3. The third interpretation: "Food" is the Guardianship of God over His creation through His Prophets; "Israel" is The Point of Furqan/Quran, meaning the Words of God; "Children of Israel" are the true successors to the Manifestation of God.

  4. The fourth interpretation: "Food" is that hidden Sea which is veiled in the Tablets of Light (reference to essence of God); "Israel" is the station of the Manifestation of God; "Children of Israel" are the people of Bayán (Bábís), who if wanted could ascend to the heaven of mercy and drink from the cup of purity, meaning, with purity of motive and effort they could recognize the Promised One of Bayán (Bahá'u'lláh).

These are but a few of the symbols that Bahá'u'lláh has explained in this weighty Tablet.




Stephen Lambden, translator's introduction

      The Lawh-i Kull al-ta`am ("The Tablet of All Food") Tablet was addressed to Hajji Mírzá Kamal al-Din Naraqi (d. Naraq c. 1298-9 / c.1881). An inadequate printed text is printed in Ma'ida-yi Asmani 4:265-276 and a slightly better one in Rahiq-i makhtum 2:416-426). A superior photocopied ms. is to be found in INBAMC 36:268-277 (see following postings)

            The Lawh-i Kull al-ta`am is, loosely speaking, an esoteric commentary on Qur'an 3:87 [93], "All food (kull al-ta`am) was lawful to the Children of Israel save what Israel [=Jacob] forbade for himself before the Torah was sent down. Say: `Bring you the Torah now, and recite it, if ye are truthful." (trans. Arberry).`Abu'l-Hasan `Alí al-Wahidi (d.468/1075) in his Asbab al-nuzul ("Circumstances of the Revelations" of quran'ic verses) has explained that the revelation of Qur'an 3:87 was occasioned by Jews contesting the claim of Muhammad to follow the faith of Abraham since he ate the meat and drank the milk of the camel — allegedly forbidden by Abraham (cf. Genesis 32:32[33]). Hence the revelation of the verse in question (see Searle, The Bible and the Qur'an 111). Informed by Sufi terminology and Bábí concerns, Bahá'u'lláh's spiritual or eisegetical explanation operates on another level than that indicated by the Sitz im Leben (original `setting in life') of a "paradisiacal" Qur'anic verse [Q.3:87], deemed a "choice fruit, divine song and heavenly pearl", with "subtle meanings endless in their infinitude." (III:7).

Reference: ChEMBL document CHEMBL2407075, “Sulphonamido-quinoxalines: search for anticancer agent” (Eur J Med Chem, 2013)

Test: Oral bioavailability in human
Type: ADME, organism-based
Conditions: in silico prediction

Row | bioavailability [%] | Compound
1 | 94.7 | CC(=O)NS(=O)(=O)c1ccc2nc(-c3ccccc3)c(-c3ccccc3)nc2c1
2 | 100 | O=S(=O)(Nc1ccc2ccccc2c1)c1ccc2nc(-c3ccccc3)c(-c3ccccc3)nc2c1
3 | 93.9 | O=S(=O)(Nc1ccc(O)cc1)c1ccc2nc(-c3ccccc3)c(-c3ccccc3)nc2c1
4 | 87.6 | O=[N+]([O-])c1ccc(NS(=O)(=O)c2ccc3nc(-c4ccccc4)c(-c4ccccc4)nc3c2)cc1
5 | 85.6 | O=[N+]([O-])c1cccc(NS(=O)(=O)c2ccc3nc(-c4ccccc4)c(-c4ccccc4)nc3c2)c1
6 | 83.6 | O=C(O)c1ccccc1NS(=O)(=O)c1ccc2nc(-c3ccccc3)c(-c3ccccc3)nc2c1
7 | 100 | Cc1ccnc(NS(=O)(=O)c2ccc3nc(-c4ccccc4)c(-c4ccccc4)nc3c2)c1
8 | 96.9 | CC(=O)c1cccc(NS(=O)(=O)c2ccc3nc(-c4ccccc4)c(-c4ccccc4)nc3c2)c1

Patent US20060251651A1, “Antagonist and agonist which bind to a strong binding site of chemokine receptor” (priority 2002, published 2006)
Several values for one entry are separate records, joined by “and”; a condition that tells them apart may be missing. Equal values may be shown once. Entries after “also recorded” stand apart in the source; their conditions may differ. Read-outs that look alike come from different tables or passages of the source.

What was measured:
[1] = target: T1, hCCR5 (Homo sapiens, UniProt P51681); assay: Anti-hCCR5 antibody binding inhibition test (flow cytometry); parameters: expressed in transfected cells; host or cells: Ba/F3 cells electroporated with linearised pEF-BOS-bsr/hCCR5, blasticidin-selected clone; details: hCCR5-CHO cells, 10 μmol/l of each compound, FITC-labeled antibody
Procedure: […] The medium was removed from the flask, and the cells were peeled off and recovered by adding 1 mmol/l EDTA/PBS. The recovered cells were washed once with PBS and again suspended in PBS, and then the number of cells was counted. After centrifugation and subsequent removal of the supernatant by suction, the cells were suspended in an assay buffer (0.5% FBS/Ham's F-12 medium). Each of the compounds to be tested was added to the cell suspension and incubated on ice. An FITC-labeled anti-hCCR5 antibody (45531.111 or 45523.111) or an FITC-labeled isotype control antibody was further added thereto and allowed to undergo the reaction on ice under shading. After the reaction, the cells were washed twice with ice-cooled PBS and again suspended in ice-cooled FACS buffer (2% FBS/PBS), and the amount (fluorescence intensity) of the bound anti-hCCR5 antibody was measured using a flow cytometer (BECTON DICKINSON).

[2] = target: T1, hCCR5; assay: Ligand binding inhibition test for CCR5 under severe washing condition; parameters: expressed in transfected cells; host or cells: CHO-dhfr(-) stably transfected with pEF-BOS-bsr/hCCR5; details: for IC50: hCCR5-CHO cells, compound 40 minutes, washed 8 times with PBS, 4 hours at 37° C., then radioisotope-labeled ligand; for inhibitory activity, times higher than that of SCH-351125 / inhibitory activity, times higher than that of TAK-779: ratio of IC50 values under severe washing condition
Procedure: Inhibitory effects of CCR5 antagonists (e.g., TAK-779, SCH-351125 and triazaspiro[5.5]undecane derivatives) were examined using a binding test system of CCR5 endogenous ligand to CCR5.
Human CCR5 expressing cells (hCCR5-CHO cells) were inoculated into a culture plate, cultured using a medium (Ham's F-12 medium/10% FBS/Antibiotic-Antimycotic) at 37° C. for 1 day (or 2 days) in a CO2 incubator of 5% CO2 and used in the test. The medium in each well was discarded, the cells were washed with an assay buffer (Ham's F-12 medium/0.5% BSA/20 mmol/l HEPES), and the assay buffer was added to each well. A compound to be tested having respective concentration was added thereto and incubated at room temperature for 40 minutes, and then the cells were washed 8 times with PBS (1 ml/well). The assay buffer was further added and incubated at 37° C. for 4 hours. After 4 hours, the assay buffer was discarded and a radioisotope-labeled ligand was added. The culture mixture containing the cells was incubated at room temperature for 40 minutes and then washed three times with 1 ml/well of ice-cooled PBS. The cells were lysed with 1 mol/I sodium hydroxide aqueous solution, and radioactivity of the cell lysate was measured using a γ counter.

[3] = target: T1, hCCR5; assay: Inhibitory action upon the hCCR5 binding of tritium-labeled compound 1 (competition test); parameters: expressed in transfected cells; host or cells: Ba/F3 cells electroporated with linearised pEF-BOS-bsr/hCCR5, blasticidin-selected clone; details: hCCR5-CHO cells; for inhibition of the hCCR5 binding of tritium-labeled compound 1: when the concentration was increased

Probably written in late 1853 or early 1854 (1270 AH) it is essentially a reply to a question of the Bábí Hajji Mírzá Kamal al-Din Naraqi about this qur'anic verse. He had travelled to Iraq in the hope of meeting Mírzá Yahyá from whom he initially requested a commentary on Qur'an 3:87. Apparently unimpressed with Mírzá Yahyá's response (no longer extant?) he sought enlightenment from Bahá'u'lláh.

      Written in a somewhat abstruse and grammatically loose Arabic revelatory style, a variety of meanings are given to the terms "food" (ta`am), "Israel" and "children of Israel" in the Lawh-i kull al-ta` m. Towards the beginning of this "tablet" the mystical significance of "food" (ta`am) is related to a hierarchy of paradises and metaphysical realms well-known in theosophical Sufism; those of Hahut (= the realm of the Divine Ipseity); Lahut (= the realm of the Divine Theophany); Jabarut (= the realm of the `Divine Decrees/spiritual powers'); Malakut (= the Heavenly Kingdom or realm of the angels) and Nasut (= the realm of creation) (see trans. III:10ff)

      Having set down these esoteric meanings of "food" (ta`am) Bahá'u'lláh laments his sad plight, alludes to the faith status of Mírzá Kamal al-Din (drawing on Q. 18:17-18) and expresses his intention to expound Qur'an 3:87 still further. He explains that "food" also signifies the "essence of knowledge" (nafs al- `ilm) or all branches of learning; "Israel" the "Primal Point" (nuqtat al-ula; the Báb) and the "children of Israel" one whom God made a "Proof" (hujjat) for the people "in these days" (= Yahyá/Bahá'u'lláh?). The phrase "except what Israel made unlawful for itself" refers to that which the Báb made unlawful "for his elevated ones and his servants" (the Bábís). Most probably countering the antinomian tendencies of a Bábí faction — who may have cited Qur'an 3:87 in support of their antimonian stance — the need to follow the Bábí law is underlined (III:9f)

"..[9] Let not the actions of those who have been spreading wickedness in the land veil you [Mírzá Kamal al-Din]. They suppose that they are rightly guided.[10] Nay! By the Lord of the Realm of the Divine Cloud ! They are liars and calumniators. [11] The nature of that party is such that they should never be allowed to eat even barley in these days. [12] How then, can they possibly be allowed to eat what God hath forbidden in the Book? So praised be He, praised be He above that which the associators [polytheists] assert."